Sunday Morning for Sunday 16 June 2019
7.11 Dr Neil Thorpe: Speed camera impact on saving lives often overstated
The Government is currently taking advice on road safety, with one suggestion to follow the example of Sweden, where speed cameras are clearly sign-posted, and widely used. A study of the impact of speed cameras found that cameras saving lives is often overstated. Newcastle University Lecturer in Transport studies Dr Neil Thorpe explains.
7:20 Teresa Liu-Ambrose: Exercises to prevent elderly falls
Canadian researcher, Teresa Liu-Ambrose, says they used Otago University's falls prevention exercises in a study on elderly patients who had already experiences falls. She explains that the exercises not only helped prevent more falling incidents but their confidence to go out and socialise was also bolstered. You can find the exercises here.
7.32 The House
A weekly digest of the events in Parliament with Daniela Maoate-Cox and Phil Smith.
7.45 Calling Home: Kate Brown in Washington D.C.
This week's Calling Home guest is Kate Brown who's living in Washington D.C. She talks about how she has spent the past 30 years living away from home and her job as executive director of the Global Island Partnership.
8:10 Insight: Christchurch Attacks: Are Intelligence agencies watching the right people?
The Christchurch mosque attacks have prompted claims the security agencies have wielded their powers in skewed and unfair ways. Have resources been wasted surveilling Muslims and virtually ignoring possible alt-right extremists? In this second part of a two-part investigation, Phil Pennington asks what the agencies have been doing to keep New Zealanders safe.
8.38 Troy Campbell: Passionate workers are more likely to be exploited
Passion for work may well lead to employee satisfaction, but a new study in the paper in the Journal of Personality and Social Psychology shows those particular workers are also more likely to be exploited by their employer. Study co-author Professor Troy Campbell from the University of Oregon explains what they've uncovered.
Produced and presented by Colin Peacock and Jeremy Rose.
9:37 Dr Roger Tyers: The no-fly return trip from Beijing to Southampton
Climate researcher Roger Tyers is back on the road after completing his investigations into how Chinese people think and behave regarding environmental issues and climate change. He joins the show from Irkutsk in Russia for an update on his findings and his 6,000 mile fly-free trip home to Southampton.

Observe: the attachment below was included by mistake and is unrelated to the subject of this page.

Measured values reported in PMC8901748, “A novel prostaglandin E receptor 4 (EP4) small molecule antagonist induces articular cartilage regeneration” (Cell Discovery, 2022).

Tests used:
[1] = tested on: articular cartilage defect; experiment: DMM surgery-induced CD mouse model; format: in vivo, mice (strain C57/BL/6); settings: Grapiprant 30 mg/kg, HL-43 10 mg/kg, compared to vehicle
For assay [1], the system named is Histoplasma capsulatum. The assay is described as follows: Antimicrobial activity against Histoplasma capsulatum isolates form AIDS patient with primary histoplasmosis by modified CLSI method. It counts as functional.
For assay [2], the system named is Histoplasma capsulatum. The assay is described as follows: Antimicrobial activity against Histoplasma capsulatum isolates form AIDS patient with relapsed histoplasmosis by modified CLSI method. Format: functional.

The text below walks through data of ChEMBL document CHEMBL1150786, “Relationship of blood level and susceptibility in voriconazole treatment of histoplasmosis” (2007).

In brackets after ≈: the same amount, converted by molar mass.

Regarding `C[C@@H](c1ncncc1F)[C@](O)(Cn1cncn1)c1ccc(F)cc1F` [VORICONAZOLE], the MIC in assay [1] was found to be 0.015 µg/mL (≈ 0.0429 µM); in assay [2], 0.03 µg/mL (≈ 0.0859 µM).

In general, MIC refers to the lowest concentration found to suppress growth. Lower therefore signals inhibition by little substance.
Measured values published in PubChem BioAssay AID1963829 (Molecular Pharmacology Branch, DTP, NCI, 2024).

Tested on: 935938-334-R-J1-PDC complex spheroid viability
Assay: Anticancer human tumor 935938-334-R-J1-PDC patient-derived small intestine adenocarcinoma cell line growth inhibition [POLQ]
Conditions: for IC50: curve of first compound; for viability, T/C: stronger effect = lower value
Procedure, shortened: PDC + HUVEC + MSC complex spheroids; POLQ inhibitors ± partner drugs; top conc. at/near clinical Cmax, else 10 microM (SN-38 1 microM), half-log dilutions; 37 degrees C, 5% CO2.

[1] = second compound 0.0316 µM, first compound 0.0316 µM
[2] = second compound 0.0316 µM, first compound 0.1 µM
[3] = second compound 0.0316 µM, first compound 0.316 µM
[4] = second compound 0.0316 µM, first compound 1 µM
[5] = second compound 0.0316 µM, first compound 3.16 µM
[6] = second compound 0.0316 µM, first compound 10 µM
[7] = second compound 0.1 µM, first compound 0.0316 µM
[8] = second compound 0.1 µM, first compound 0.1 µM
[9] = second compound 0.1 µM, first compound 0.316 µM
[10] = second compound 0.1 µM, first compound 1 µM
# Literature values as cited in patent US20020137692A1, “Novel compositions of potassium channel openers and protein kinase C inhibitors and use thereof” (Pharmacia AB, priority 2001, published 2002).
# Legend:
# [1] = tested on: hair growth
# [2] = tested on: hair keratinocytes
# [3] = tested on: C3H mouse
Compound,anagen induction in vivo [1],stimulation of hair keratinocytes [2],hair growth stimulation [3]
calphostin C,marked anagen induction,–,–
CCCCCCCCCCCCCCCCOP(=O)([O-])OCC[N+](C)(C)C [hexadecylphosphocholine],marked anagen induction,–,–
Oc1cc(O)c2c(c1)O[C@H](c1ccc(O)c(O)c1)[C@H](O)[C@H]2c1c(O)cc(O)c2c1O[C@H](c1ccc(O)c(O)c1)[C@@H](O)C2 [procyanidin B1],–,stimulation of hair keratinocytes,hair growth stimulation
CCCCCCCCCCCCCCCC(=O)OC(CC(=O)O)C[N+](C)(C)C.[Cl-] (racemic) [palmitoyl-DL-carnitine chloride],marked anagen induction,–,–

9:50 Adam Shapley: 'More Kiwis are less happy in their current jobs'
A new report shows New Zealanders are a nation of job-hoppers, with a third of professionals surveyed planning to look for new jobs in the next 12 months. Hays New Zealand Managing Director Adam Shapley joins Jim to dissect the report's findings.
10.04 Dr Simon Walters: Children in sport just want to have fun
A report out from ACC this week shows more children than ever are suffering injuries usually only seen in professional athletes while at the same time participation rates are down. AUT's Dr Simon Walters has researched children in sport and has some insight about what is happening and why too much pressure on them will just drive them away from sporting activities.
10.25 Lord Alex Carlile: Why he supports NZ lawyers against the End of Life Choice Bill
Lord Carlile of Berriew QC has been involved in parliamentary activity in the UK for several years now, opposing euthanasia bills that have been presented, due to concerns over various safeguards. He explains why he opposes New Zealand's End of Life Choice Bill from a "secular, ethical dimension".
10.45 Matt Vickers: Death with dignity is at the core of the End of Life Choice Bill
Death with dignity advocate Matt Vickers is continue the work started by his late wife, Lecretia Seales who sought a legal means to end her life after being diagnosed with terminal brain cancer. He says the End of Life Bill currently before parliament is about letting people have some dignity in death by having a choice about how they die.
11.04 Prof. Tasha Howe: Heavy metal fans are happier, more well-adjusted adults than others
In the 1980s research pointed to heavy metal music listeners being at risk of poor developmental outcomes later in life. Professor Tasha Howe, a former heavy metal groupie, conducted a study which found they actually turned out to be more happy and well-adjusted adults than other comparison groups. She explores theories about why they grew into content adults.
11.35 Sir Michael Morpurgo: War Horse on stage in New Zealand for the first time
Sir Michael Morpurgo's best known book, War Horse, comes to life on the stage for the first time in New Zealand this month. Millions have seen the award winning production overseas. Sir Michael explains to Jim the themes involved in the book and why a lack of perspective about past atrocities is one of the biggest threats the world faces.